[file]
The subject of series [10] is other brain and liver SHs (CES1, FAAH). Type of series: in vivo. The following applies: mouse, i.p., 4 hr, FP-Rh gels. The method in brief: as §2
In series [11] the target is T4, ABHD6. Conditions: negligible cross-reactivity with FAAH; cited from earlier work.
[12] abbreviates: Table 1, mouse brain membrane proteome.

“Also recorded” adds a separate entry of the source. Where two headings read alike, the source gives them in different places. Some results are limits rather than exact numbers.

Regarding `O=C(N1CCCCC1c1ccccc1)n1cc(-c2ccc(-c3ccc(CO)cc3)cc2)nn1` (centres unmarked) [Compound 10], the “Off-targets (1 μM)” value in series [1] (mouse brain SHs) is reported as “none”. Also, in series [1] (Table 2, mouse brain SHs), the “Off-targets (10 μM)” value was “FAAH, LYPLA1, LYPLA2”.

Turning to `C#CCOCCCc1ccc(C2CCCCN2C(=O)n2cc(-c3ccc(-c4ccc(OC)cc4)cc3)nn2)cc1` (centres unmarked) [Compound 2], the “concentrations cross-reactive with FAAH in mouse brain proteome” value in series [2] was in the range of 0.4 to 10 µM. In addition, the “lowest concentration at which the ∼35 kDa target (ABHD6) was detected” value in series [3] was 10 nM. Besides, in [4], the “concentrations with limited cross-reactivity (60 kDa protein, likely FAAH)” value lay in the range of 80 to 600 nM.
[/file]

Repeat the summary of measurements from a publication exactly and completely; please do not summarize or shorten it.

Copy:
The subject of series [10] is other brain and liver SHs (CES1, FAAH). Type of series: in vivo. The following applies: mouse, i.p., 4 hr, FP-Rh gels. The method in brief: as §2
In series [11] the target is T4, ABHD6. Conditions: negligible cross-reactivity with FAAH; cited from earlier work.
[12] abbreviates: Table 1, mouse brain membrane proteome.

“Also recorded” adds a separate entry of the source. Where two headings read alike, the source gives them in different places. Some results are limits rather than exact numbers.

Regarding `O=C(N1CCCCC1c1ccccc1)n1cc(-c2ccc(-c3ccc(CO)cc3)cc2)nn1` (centres unmarked) [Compound 10], the “Off-targets (1 μM)” value in series [1] (mouse brain SHs) is reported as “none”. Also, in series [1] (Table 2, mouse brain SHs), the “Off-targets (10 μM)” value was “FAAH, LYPLA1, LYPLA2”.

Turning to `C#CCOCCCc1ccc(C2CCCCN2C(=O)n2cc(-c3ccc(-c4ccc(OC)cc4)cc3)nn2)cc1` (centres unmarked) [Compound 2], the “concentrations cross-reactive with FAAH in mouse brain proteome” value in series [2] was in the range of 0.4 to 10 µM. In addition, the “lowest concentration at which the ∼35 kDa target (ABHD6) was detected” value in series [3] was 10 nM. Besides, in [4], the “concentrations with limited cross-reactivity (60 kDa protein, likely FAAH)” value lay in the range of 80 to 600 nM.